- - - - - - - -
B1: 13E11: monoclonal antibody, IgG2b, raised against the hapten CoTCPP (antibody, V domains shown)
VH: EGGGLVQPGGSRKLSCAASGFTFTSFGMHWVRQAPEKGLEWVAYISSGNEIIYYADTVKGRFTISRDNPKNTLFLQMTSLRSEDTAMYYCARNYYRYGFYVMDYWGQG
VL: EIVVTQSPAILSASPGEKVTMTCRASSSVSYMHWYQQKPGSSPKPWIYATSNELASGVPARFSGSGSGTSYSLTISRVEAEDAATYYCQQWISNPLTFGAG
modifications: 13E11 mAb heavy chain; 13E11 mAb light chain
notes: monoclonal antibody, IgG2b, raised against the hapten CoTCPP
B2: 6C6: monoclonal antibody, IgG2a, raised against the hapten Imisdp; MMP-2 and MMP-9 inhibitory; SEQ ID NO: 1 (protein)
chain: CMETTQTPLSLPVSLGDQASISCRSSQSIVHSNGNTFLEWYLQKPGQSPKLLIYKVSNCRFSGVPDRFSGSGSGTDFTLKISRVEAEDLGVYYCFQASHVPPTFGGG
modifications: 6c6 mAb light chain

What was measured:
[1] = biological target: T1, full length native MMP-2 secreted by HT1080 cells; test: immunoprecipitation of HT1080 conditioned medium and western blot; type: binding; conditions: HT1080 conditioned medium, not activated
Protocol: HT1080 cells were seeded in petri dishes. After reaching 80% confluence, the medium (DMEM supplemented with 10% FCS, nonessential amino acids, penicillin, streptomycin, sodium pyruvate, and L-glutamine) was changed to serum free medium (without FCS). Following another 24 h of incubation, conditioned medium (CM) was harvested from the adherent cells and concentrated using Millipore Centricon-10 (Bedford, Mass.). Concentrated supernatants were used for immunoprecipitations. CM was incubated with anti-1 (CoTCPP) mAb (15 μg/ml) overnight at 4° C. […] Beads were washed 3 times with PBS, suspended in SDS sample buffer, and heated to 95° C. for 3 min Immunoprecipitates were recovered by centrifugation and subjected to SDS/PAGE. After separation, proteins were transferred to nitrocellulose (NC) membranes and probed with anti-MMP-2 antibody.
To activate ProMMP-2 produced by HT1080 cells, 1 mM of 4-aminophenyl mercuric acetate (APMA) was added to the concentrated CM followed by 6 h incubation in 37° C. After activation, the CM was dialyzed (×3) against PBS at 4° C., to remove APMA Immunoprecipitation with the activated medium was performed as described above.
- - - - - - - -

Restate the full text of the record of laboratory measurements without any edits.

B1: 13E11: monoclonal antibody, IgG2b, raised against the hapten CoTCPP (antibody, V domains shown)
VH: EGGGLVQPGGSRKLSCAASGFTFTSFGMHWVRQAPEKGLEWVAYISSGNEIIYYADTVKGRFTISRDNPKNTLFLQMTSLRSEDTAMYYCARNYYRYGFYVMDYWGQG
VL: EIVVTQSPAILSASPGEKVTMTCRASSSVSYMHWYQQKPGSSPKPWIYATSNELASGVPARFSGSGSGTSYSLTISRVEAEDAATYYCQQWISNPLTFGAG
modifications: 13E11 mAb heavy chain; 13E11 mAb light chain
notes: monoclonal antibody, IgG2b, raised against the hapten CoTCPP
B2: 6C6: monoclonal antibody, IgG2a, raised against the hapten Imisdp; MMP-2 and MMP-9 inhibitory; SEQ ID NO: 1 (protein)
chain: CMETTQTPLSLPVSLGDQASISCRSSQSIVHSNGNTFLEWYLQKPGQSPKLLIYKVSNCRFSGVPDRFSGSGSGTDFTLKISRVEAEDLGVYYCFQASHVPPTFGGG
modifications: 6c6 mAb light chain

What was measured:
[1] = biological target: T1, full length native MMP-2 secreted by HT1080 cells; test: immunoprecipitation of HT1080 conditioned medium and western blot; type: binding; conditions: HT1080 conditioned medium, not activated
Protocol: HT1080 cells were seeded in petri dishes. After reaching 80% confluence, the medium (DMEM supplemented with 10% FCS, nonessential amino acids, penicillin, streptomycin, sodium pyruvate, and L-glutamine) was changed to serum free medium (without FCS). Following another 24 h of incubation, conditioned medium (CM) was harvested from the adherent cells and concentrated using Millipore Centricon-10 (Bedford, Mass.). Concentrated supernatants were used for immunoprecipitations. CM was incubated with anti-1 (CoTCPP) mAb (15 μg/ml) overnight at 4° C. […] Beads were washed 3 times with PBS, suspended in SDS sample buffer, and heated to 95° C. for 3 min Immunoprecipitates were recovered by centrifugation and subjected to SDS/PAGE. After separation, proteins were transferred to nitrocellulose (NC) membranes and probed with anti-MMP-2 antibody.
To activate ProMMP-2 produced by HT1080 cells, 1 mM of 4-aminophenyl mercuric acetate (APMA) was added to the concentrated CM followed by 6 h incubation in 37° C. After activation, the CM was dialyzed (×3) against PBS at 4° C., to remove APMA Immunoprecipitation with the activated medium was performed as described above.